Hello, as the title says, myself and my partner are having some serious source control problems. I use Sourcetree regularly at work, but that’s not for game dev stuff, that’s just normal visual studio files. I got us all set up and didn’t seem to have any problems until we started testing. My partner has not used source control before so at first I thought maybe he was just missing something, but I have verified he is for sure doing everything right. It’s hard to describe what exactly is going on because it seems to be very inconsistent. I can push, then he will commit, pull, and push. But he sees nothing of my changes on his end. When I pull, sometimes I will get his changes, sometimes I won’t. Sometimes we get errors, sometimes we don’t. All the changes we have been doing have been things that I don’t believe should be causing any merge conflicts, such as adding a new Blueprint. We started a completely new project and repo, started completely from scratch, except this time we connected it through UE4 Source Control. Well, things only got worse from there. I was not getting any of the symbols I should be getting on the assets to tell me their statuses in the source control. I made a change (added a blueprint), committed and pushed. He pulled but did not find my changes. He then added a Blueprint, committed and pushed, I pulled, and now it is giving me an error when I try to open the project that is saying the project was made with a different version of UE4 (it was not, we both updated before creating the project and have verified we are both on the same version still). And it says I should try to manually build, but I can’t seem to figure out how to do that or why I should need to. We’ve done quite a bit of research and reading on source control in ue4 but most of what we find is just the general set up and not so much info on how the flow should go once started. I’m hoping someone can point me to a really detailed walkthrough of the entire process, or explain some things for me! thanks!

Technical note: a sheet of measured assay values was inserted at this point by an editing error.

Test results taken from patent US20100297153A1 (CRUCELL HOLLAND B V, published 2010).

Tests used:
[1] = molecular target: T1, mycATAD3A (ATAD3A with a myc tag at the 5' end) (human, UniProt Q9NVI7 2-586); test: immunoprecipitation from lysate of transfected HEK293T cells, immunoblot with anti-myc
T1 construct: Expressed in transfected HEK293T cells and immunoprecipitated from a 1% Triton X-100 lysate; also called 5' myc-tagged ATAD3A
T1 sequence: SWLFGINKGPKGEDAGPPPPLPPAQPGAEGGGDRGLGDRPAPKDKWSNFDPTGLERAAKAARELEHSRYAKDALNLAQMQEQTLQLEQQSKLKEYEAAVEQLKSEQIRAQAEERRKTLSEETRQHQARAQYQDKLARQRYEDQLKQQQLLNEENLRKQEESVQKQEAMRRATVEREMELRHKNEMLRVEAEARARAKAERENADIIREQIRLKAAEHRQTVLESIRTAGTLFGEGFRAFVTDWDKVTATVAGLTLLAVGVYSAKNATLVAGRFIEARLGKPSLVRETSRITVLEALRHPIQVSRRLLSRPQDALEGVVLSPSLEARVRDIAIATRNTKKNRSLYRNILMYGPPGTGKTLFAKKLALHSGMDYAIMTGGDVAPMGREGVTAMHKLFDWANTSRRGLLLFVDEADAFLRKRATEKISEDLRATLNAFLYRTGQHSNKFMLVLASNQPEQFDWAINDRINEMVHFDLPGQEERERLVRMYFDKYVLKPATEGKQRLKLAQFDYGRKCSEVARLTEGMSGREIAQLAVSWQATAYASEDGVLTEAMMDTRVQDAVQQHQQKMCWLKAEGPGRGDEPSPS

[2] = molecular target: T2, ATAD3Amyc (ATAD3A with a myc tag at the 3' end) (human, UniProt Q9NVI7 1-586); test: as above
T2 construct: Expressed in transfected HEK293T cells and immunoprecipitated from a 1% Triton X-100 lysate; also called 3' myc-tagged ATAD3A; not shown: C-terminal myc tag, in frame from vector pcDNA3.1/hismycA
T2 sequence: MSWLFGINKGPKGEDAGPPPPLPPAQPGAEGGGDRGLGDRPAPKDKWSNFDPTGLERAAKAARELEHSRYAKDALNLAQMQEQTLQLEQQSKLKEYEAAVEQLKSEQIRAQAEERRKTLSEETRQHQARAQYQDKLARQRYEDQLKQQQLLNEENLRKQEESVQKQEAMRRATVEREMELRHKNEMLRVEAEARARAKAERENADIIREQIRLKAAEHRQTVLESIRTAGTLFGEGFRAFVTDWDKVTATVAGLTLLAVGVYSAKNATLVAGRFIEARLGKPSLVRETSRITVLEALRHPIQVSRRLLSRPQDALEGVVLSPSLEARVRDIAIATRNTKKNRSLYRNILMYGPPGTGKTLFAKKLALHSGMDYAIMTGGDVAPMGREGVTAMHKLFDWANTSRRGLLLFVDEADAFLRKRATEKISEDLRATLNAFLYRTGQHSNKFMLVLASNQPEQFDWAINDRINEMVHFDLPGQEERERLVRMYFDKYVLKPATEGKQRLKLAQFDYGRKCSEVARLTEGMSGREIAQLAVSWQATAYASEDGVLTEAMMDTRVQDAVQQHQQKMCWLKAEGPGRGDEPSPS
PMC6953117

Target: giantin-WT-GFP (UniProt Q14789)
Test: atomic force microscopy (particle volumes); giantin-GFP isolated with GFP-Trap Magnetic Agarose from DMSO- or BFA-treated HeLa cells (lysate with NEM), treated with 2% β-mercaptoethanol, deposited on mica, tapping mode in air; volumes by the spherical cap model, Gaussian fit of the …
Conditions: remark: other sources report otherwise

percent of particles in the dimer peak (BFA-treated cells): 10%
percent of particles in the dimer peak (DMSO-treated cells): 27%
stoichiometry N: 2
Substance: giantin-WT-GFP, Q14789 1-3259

Hi, I am using Git/SmartGit/Github and the Git plugin with UE4 daily on up to 3 computers, and never had any problem. Are you using Git LFS?
Also, the very unnatural things to remember are:
- you need to know (somehow, bitbucket/slack notification ) when someone pushed something, and Pull it before doing any local commit (to avoid later rebase or merge)
- you need to close the editor before you Pull. You can then verify that you are completely up to date with the things on the server, that is you should not have local divergent commits
- when you commit, you should always Push as soon as possible and notify your co-workers so that you fulfill item 1.
Other than that, you should always be able to tell if you are up to date, work with the log window of your GUI. In case of doubt, doing some manual fetch will tell you if something new was pushed on the server
The (my) plugin is very helpful to get status icons and history with Visual diff on Blueprints, but nothing more (no Push, although I added them to my version of the plugin) and obviously no working Pull as you need to close the editor, which is a shame…
Let me know if something is unclear or if you would like some more explanations.
I’m not familiar with Git LFS. Is that something I need for using Git with UE4? Or is that just what you are using?
UE projects have a large number of binary assets.
These typically present problems for systems like git, they store the entire history of the repo locally so repo size quickly becomes a problem. In addition, there is no locking so people often lose work or trample each others changes by accident. This is not an issue for text-based projects, which is what git is good at and typically used for.
Git LFS attempts to alleviate the storage problem by storing pointers to files which are stored in remote storage, like S3.
If you rae part of a team you will have a MUCH easier time using a locking scm like Perforce.
Perforce is kind of the defacto game insdustry standard.